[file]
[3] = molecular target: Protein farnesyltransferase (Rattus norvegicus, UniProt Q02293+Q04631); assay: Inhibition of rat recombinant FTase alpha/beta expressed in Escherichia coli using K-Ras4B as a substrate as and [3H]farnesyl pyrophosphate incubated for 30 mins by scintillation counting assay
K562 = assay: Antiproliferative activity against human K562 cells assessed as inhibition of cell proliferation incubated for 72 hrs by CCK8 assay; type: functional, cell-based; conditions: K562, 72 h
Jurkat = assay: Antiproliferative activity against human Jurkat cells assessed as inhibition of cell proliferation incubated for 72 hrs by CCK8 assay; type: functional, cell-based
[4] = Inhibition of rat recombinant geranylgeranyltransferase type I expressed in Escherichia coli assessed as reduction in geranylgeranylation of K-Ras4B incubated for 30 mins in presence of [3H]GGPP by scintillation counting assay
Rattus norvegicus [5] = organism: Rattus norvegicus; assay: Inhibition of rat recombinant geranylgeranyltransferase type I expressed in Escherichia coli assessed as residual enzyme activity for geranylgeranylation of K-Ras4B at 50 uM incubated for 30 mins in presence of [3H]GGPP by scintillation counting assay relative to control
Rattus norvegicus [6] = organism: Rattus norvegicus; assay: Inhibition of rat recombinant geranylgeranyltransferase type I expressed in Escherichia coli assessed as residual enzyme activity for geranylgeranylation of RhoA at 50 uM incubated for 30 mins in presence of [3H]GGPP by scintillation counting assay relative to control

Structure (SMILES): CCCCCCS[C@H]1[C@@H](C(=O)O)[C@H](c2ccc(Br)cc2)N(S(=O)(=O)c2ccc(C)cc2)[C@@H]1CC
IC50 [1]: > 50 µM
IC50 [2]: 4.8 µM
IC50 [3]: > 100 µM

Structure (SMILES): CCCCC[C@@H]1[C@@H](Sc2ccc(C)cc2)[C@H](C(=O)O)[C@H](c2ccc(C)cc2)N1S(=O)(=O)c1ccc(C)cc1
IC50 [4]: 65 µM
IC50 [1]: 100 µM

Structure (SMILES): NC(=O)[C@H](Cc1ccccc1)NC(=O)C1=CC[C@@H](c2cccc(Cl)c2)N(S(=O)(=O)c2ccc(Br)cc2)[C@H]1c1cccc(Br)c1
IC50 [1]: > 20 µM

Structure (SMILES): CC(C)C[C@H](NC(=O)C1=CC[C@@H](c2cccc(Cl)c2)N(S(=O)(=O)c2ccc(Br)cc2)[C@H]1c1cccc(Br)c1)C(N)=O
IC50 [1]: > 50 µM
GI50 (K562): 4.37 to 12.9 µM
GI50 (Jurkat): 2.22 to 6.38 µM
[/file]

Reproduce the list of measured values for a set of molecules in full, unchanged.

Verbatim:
[3] = molecular target: Protein farnesyltransferase (Rattus norvegicus, UniProt Q02293+Q04631); assay: Inhibition of rat recombinant FTase alpha/beta expressed in Escherichia coli using K-Ras4B as a substrate as and [3H]farnesyl pyrophosphate incubated for 30 mins by scintillation counting assay
K562 = assay: Antiproliferative activity against human K562 cells assessed as inhibition of cell proliferation incubated for 72 hrs by CCK8 assay; type: functional, cell-based; conditions: K562, 72 h
Jurkat = assay: Antiproliferative activity against human Jurkat cells assessed as inhibition of cell proliferation incubated for 72 hrs by CCK8 assay; type: functional, cell-based
[4] = Inhibition of rat recombinant geranylgeranyltransferase type I expressed in Escherichia coli assessed as reduction in geranylgeranylation of K-Ras4B incubated for 30 mins in presence of [3H]GGPP by scintillation counting assay
Rattus norvegicus [5] = organism: Rattus norvegicus; assay: Inhibition of rat recombinant geranylgeranyltransferase type I expressed in Escherichia coli assessed as residual enzyme activity for geranylgeranylation of K-Ras4B at 50 uM incubated for 30 mins in presence of [3H]GGPP by scintillation counting assay relative to control
Rattus norvegicus [6] = organism: Rattus norvegicus; assay: Inhibition of rat recombinant geranylgeranyltransferase type I expressed in Escherichia coli assessed as residual enzyme activity for geranylgeranylation of RhoA at 50 uM incubated for 30 mins in presence of [3H]GGPP by scintillation counting assay relative to control

Structure (SMILES): CCCCCCS[C@H]1[C@@H](C(=O)O)[C@H](c2ccc(Br)cc2)N(S(=O)(=O)c2ccc(C)cc2)[C@@H]1CC
IC50 [1]: > 50 µM
IC50 [2]: 4.8 µM
IC50 [3]: > 100 µM

Structure (SMILES): CCCCC[C@@H]1[C@@H](Sc2ccc(C)cc2)[C@H](C(=O)O)[C@H](c2ccc(C)cc2)N1S(=O)(=O)c1ccc(C)cc1
IC50 [4]: 65 µM
IC50 [1]: 100 µM

Structure (SMILES): NC(=O)[C@H](Cc1ccccc1)NC(=O)C1=CC[C@@H](c2cccc(Cl)c2)N(S(=O)(=O)c2ccc(Br)cc2)[C@H]1c1cccc(Br)c1
IC50 [1]: > 20 µM

Structure (SMILES): CC(C)C[C@H](NC(=O)C1=CC[C@@H](c2cccc(Cl)c2)N(S(=O)(=O)c2ccc(Br)cc2)[C@H]1c1cccc(Br)c1)C(N)=O
IC50 [1]: > 50 µM
GI50 (K562): 4.37 to 12.9 µM
GI50 (Jurkat): 2.22 to 6.38 µM